Saturday, January 31, 2009

The Northern Berks on Sunday, 1/24

This past Sunday we decided to head out to the northern Berkshires. (Someone hoped to find a Massachusetts Hawk-owl.) I was a little concerned having heard about the "devastation" that the December ice storm had wrought. However compared to places like Holden and Rutland and other parts of Worcester County, they seemed to have fared pretty well. It is always fun to see the same places in the different seasons. This view looking north from Cheshire towards Vermont is usually lush and green and filled with Turkey Vultures and very close to the huge Cliff Swallow colony.
Don't get me wrong, there were still some birds around. But these turkeys certainly seemed like they would have preferred that lush green valley as well.
There's a great WMA along Stafford Hill Rd. in Cheshire that is wonderful to bird and butterfly in spring/summer/fall. But today we were confounded by some very large machinery. Not exactly sure what they were doing in there, but hoping it won't disturb the area too much. BTW, all of this area is in the 3 blocks Mark & I signed up for this year doing the Breeding Bird Atlas. This includes quite a bit of the towns of Windsor and Cheshire. Besides coordinating for Worcester County, we usually try to take blocks outside of our local area as well. (Not too hard to do when you're crazy like us and sign up for 9-10 blocks each year!)
The one species that seemed to be just about everywhere was Bluejay.
And we were delighted to find great numbers of Pine Siskin. Even though we put out thistle seed at our feeders, we are in the city, so you just don't get the flocks of siskins that we've been hearing about. We'll hear them fly over and we've had one or two stop for a bite, but it was fantastic to see and hear large numbers in lots of different places in the Berks.
Driving along the back roads is not just good for feeders, but also farm animals. Now goats and pigs are probably two of Mark's favorite domestic animals, but he was especially thrilled to find "goats in coats"! Not something you see every day. Of course this prompted one of our silly conversations about the alliterative quality of animals. We struggled to move beyond "cats in hats" and somehow "pigs in wigs" didn't quite conjure up the same image as "goats in coats". Needless to say the conversation then went off in tangents and if I were to share it all with you, you would definitely wonder about us.....unless you already know us.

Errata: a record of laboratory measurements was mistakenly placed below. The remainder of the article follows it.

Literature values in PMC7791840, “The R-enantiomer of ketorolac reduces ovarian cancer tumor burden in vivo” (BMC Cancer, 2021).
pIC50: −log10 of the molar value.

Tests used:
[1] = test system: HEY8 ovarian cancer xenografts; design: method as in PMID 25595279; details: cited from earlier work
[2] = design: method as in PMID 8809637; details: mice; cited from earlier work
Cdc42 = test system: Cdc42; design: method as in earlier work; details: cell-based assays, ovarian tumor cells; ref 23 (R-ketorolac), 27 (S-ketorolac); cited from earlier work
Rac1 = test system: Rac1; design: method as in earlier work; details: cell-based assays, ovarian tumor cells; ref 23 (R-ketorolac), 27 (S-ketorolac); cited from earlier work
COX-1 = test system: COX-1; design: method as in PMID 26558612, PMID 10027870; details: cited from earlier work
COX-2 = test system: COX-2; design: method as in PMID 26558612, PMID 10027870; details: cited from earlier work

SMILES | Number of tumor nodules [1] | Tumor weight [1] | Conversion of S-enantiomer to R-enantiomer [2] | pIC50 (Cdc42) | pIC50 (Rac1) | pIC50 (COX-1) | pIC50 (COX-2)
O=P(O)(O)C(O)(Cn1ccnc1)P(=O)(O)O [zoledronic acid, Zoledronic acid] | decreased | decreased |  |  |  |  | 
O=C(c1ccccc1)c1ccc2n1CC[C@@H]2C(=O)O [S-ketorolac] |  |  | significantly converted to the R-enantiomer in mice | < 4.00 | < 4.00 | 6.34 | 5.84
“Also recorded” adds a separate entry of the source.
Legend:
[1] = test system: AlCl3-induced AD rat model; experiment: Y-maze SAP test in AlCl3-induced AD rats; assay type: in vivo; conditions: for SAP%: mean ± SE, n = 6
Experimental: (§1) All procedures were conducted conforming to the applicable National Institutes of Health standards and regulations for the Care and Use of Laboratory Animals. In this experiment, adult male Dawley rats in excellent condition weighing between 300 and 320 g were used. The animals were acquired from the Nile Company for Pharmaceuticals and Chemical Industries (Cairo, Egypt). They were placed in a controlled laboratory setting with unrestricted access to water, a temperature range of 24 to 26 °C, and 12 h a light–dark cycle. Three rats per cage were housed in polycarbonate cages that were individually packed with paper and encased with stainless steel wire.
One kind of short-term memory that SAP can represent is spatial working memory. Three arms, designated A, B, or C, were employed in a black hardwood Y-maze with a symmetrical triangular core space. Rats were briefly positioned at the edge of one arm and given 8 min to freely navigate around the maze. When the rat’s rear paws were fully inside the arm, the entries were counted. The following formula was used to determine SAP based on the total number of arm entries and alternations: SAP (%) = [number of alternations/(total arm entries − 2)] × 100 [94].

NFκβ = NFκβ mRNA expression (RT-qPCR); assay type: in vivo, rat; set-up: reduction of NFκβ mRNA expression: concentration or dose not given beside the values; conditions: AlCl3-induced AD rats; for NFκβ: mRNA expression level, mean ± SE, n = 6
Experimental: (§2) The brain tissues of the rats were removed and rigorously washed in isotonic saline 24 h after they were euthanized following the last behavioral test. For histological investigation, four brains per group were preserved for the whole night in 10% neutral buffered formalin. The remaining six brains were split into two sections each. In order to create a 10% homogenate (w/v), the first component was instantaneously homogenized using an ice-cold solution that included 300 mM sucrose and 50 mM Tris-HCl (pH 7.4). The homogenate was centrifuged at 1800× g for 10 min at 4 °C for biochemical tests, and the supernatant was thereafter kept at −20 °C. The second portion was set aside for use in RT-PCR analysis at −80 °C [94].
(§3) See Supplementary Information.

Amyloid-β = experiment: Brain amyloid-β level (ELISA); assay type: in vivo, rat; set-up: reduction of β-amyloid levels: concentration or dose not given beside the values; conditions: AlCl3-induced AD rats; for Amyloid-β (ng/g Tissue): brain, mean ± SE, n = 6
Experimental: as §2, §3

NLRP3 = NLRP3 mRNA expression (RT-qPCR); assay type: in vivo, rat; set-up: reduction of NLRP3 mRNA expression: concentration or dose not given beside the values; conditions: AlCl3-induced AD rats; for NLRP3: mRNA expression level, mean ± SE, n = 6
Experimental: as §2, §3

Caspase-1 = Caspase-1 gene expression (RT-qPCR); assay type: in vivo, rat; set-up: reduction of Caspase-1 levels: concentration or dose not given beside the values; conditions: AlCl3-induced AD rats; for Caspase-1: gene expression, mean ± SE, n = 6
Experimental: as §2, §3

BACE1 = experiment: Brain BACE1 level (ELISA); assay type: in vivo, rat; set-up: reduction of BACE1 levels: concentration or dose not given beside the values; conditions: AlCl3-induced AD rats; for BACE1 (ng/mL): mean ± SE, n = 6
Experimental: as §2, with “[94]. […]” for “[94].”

Back to the birds....I included these next two shots of Pine Siskins not just because these are my first documentable shots of Pine Siskin, but because when I got home and looked at the photos, I was struck with the overall "lightness" of the bird in the lower middle part of the photo. It definitely shows more yellow than the other 3 siskins.
Once it turned around I noticed far less definitive streaking on the breast (much more diffuse) and even a yellowish cast about the face. Could this be the Bonaparte subspecies from the southwest? The following is an excerpt from a description Mark sent me from BNA.
(Bonaparte). Resident from n. Baja California, s. Sonora, and w. Chihuahuasouth to at least Michoacán, Mexico and east to Hidalgo and extremew.-central Veracruz. Although birds in mountains of n. Baja California areascribed to this race by Am. Ornithol. Union (1957), a study by Unitt et al.(1992) suggests that these should be assigned to C. p. pinus . Compared withnominate pinus, longer winged, less extensively and more diffusely streakedon underparts, paler overall, yellow in tail more extensive (Grinnell 1928,Unitt et al. 1992).

If anyone has more experience with this subspecies, I'd love an opinion.
We ended our winter foray to the northern Berks and wandered back to Worcester thankful for yet another day in the field birding.


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